By Anne Arvia of Nationwide Financial Services

As the burden for retirement planning continues to shift from companies to individuals, policymakers are accelerating discussions to foster solutions for a growing challenge. While people need to save more aggressively for the long term, there is a real opportunity for government to develop more effective vehicles to help businesses and households tackle the retirement challenge.

An innovation in annuities and 401(k)s could be one of those solutions.

Nearly 75% of U.S. adults agree that the 401(k) system needs to be updated to include features offering guaranteed income in retirement.

For months the federal Labor and Treasury departments have been seeking input from participants, plans, employers, financial services companies and other interested parties on ways to incorporate lifetime income options, such as annuities, into the 401(k) system. Last year the DOL held a two-day hearing in Washington to discuss potential solutions in greater detail.

It's an important topic for the retirement services industry, but it's critical for the millions of American workers who face the prospect of outliving their retirement assets. In a telephone survey by Harris Interactive in April, nearly 75% of U.S. adults agreed that the 401(k) system needs to be updated to include features that offer guaranteed income in retirement.

The current system plays a vital role in helping workers prepare financially for retirement, but it can be improved in two key ways.
  • Increasing the overall access to employer-sponsored retirement plans.
  • Promoting features within the defined contribution system that offer income guarantees similar to what was once provided by traditional defined benefit pension plans.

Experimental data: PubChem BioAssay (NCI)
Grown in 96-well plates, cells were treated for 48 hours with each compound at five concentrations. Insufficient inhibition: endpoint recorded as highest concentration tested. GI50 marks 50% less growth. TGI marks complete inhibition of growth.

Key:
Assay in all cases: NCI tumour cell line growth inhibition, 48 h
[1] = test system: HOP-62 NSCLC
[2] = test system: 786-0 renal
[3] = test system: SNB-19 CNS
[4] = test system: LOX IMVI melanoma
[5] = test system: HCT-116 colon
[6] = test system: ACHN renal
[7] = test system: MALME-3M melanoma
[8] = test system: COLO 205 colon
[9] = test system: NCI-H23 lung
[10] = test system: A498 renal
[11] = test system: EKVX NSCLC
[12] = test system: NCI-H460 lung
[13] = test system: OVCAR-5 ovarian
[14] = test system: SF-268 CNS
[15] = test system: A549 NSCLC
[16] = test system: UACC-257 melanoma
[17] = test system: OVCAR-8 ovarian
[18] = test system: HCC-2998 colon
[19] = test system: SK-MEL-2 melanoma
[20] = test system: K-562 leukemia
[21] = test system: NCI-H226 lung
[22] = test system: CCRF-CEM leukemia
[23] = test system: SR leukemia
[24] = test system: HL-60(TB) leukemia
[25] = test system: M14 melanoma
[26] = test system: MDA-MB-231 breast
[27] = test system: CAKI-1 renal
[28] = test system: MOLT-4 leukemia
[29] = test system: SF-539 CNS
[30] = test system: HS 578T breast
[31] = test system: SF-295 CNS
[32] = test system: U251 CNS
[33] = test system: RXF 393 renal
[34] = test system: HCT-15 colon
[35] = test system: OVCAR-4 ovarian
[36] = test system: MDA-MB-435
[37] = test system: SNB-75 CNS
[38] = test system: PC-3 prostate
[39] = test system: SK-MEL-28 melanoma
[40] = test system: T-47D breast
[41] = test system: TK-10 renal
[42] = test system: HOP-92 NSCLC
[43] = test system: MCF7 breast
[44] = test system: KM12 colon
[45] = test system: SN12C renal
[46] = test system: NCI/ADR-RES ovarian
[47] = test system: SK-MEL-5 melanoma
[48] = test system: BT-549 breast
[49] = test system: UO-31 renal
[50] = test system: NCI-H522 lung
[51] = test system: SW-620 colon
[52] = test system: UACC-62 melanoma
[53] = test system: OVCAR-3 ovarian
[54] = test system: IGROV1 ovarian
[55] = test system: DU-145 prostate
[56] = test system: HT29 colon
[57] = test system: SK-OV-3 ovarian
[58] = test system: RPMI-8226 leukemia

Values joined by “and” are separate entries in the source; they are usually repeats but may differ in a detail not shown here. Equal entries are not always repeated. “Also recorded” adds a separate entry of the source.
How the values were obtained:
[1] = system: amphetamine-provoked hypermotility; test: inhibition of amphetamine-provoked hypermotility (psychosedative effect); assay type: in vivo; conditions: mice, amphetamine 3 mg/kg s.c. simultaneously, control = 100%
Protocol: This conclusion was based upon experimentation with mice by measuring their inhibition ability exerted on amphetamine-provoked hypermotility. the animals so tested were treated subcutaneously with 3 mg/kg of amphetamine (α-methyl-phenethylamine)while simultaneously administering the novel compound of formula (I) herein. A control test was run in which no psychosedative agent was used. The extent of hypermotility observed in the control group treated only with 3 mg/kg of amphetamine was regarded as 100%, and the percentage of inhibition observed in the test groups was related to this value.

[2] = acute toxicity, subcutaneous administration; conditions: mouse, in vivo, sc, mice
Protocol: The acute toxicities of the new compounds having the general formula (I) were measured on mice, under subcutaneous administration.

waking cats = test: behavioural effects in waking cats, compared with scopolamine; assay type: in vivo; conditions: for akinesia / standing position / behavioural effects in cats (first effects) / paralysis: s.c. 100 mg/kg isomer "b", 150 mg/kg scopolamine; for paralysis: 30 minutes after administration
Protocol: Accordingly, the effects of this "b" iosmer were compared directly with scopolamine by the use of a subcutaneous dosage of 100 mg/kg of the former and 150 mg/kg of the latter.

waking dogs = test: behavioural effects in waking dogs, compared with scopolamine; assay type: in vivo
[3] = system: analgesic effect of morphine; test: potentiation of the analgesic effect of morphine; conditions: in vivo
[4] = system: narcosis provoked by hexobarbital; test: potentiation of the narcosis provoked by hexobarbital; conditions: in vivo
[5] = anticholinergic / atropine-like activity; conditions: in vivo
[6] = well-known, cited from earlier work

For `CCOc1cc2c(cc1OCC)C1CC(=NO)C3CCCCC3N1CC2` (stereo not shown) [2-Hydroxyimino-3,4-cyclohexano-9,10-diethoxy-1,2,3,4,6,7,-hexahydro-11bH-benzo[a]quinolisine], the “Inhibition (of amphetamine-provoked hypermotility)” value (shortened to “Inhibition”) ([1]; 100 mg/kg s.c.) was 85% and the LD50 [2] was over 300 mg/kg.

This is where the annuity innovation comes in, because one solution could be to provide a strong incentive for 401(k) plan sponsors -- employers -- to offer fixed-income deferred annuities as the investment option for the employer match. The key is that employees would be effectively using the employer match to buy annuity income in small amounts throughout their career. This would have three important effects:

If an employee waits until retirement to buy an annuity, the purchase would be a large one, which can be intimidating; buying in small pieces over an entire career makes it much easier.

By introducing the annuity concept to employees early in their career, the plan should help employees understand that their real goal is not accumulation, but having adequate income throughout their lives.

Employees who wait to buy an annuity at retirement run the risk that interest rates will be low at that time, shrinking the size of the annuity their accounts can buy. Buying the annuity over an entire career helps avoid this risk.

Not only does this idea make policy sense; it is popular. Consumers are overwhelmingly in favor of a 401(k) retirement plan system that dedicates employer contributions as a guaranteed income stream. The Harris survey found that 77% of U.S. adults support this concept.

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Anne Arvia is senior vice president of retirement plans for Nationwide Financial Services in Columbus, Ohio.